Even with the F1 circus decamped from Montreal and on its way to Circuit Paul Ricard, near Marseille, for this weekend’s French Grand Prix, argument has been allowed to rage online, where increasingly polarised opinion has continued to fester, virtually guaranteeing the five-second punishment will be a central talking point for a second successive race.
But the controversial event is of limited importance in the championship fight, which even Vettel defeatedly admitted in the aftermath has as good as slipped away; its effect on the four-time world champion for the remainder of what seems destined to be a dead-rubber season, however, is of potentially greater significance.
“Ultimately it’s not the sport that I fell in love with when I was watching,” Vettel lamented post-race in a rare bearing of his emotions. The German had been set off his lost victory, and the anguish that came forth gave a fleeting but fascinating insight into his psyche in his fifth fruitless year with Ferrari.
“I was just thinking that I really love my racing,” he continued. “I’m a purist, I love going back and looking at the old times, the old cars, the old drivers… they’re heroes in a way.
“I really love that, but I just wish I was maybe as good doing what I do but being in their time rather than today.”
That Vettel, a keen student of F1 history, is a staunch motor racing traditionalist is no surprise, but the depth of his dissatisfaction with the modern sport, now a global brand that some argue is sanitising itself in pursuit of a corporate identity, had never been laid so barely.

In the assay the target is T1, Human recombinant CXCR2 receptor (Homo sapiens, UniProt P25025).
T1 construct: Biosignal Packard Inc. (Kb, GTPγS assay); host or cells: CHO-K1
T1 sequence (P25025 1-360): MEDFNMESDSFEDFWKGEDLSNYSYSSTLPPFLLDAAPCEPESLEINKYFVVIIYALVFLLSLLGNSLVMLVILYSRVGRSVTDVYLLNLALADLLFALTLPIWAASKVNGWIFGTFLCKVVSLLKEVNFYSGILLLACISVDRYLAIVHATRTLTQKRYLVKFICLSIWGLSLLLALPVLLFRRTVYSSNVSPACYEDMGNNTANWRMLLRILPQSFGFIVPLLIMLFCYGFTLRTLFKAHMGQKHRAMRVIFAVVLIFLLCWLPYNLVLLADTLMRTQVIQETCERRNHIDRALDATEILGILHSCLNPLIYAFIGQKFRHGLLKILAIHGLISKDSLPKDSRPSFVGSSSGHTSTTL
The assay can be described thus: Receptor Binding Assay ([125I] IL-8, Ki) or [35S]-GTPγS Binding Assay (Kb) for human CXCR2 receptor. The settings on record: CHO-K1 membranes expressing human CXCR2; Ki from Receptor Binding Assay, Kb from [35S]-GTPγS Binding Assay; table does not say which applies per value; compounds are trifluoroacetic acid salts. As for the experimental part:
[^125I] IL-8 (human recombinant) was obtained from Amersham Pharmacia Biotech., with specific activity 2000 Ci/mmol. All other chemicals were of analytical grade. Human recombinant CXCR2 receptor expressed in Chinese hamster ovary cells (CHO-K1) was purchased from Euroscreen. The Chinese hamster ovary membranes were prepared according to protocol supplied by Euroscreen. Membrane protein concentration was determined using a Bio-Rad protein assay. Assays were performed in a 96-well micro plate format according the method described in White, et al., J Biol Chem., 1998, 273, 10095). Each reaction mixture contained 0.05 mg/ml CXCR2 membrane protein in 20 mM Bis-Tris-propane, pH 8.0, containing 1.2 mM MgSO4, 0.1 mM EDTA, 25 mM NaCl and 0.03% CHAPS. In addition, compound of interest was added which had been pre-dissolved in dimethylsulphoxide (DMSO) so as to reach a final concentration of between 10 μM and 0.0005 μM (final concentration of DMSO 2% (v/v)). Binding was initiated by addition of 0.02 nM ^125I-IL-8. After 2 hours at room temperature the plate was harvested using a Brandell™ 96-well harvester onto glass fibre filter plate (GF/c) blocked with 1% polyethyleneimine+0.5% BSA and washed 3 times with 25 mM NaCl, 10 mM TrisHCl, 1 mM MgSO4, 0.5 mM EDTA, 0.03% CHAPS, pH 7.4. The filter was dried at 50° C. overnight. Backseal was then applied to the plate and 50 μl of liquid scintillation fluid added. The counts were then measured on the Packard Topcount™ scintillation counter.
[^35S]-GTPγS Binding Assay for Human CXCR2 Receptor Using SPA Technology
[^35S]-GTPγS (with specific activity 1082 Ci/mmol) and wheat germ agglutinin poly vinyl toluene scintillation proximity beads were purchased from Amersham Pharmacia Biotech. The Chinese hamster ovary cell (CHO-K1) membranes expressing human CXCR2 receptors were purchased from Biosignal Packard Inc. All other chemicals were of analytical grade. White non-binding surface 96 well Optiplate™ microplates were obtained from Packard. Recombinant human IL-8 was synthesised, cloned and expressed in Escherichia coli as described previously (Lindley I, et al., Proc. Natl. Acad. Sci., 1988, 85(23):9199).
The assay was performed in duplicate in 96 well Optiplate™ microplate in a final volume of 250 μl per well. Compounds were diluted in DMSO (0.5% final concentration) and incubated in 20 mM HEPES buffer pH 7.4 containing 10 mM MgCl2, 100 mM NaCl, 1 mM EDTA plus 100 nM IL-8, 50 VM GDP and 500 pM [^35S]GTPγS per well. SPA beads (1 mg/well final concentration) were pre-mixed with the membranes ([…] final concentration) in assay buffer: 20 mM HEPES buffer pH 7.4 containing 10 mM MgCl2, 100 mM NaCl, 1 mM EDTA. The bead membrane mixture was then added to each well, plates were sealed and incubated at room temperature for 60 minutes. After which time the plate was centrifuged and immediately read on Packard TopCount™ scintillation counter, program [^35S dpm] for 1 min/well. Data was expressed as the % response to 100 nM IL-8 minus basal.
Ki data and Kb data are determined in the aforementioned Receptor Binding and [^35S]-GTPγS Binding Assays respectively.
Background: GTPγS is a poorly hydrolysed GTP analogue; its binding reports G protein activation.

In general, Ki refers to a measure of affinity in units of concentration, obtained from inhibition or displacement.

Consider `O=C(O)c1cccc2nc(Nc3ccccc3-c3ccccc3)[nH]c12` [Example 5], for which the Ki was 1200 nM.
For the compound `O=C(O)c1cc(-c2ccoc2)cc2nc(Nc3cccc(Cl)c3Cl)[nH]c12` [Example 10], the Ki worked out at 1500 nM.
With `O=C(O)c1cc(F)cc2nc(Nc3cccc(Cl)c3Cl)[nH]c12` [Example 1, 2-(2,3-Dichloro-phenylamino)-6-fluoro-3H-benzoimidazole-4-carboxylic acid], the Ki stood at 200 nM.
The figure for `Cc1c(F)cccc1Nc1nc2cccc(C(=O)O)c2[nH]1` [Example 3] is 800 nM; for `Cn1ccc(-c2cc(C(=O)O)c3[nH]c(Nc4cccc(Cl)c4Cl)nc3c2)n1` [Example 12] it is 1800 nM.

“I think it’s not just about that decision today, there’s other decisions,” he continued. “Just hear the wording when people come on the radio that we have now – we have an official language.
“You have all this wording – ‘I gained an advantage, I didn’t gain an advantage, I avoided a collision’ – I just think it’s wrong, you know, it’s not really what we’re doing in the car.
“I think we should be able to say what we think, but we’re not, so in this regard I disagree with where the sport is now.”
The outpouring of emotion was contextualised by the events of the Canadian Grand Prix, but they were given an edge by the rumours that Vettel was considering hanging up his helmet at the end of the season.
Reports during the preceding Monaco Grand Prix suggested the German was thinking about ending his F1 career after 13 seasons in the sport, leaving his Ferrari championship ambitions unfulfilled – though he was quick to dismiss the speculation upon arrival in Canada.
“I never said anything like that,” he protested. “I am very hungry and I have a mission here to win – that is the only thing that really matters to me, to win with Ferrari, and that is what I am working for.”
But his post-race monologue has allowed the rumour to smoulder, as has his answer on Sunday night when asked point blank if he was considering his future after his loss.
“I don’t know,” he said. “I’m not ready for this kind of question.”
Unfounded rumour or not, there’s no question Vettel’s suffering after eight difficult races for Ferrari. How he responds from this weekend’s French Grand Prix onwards will be telling.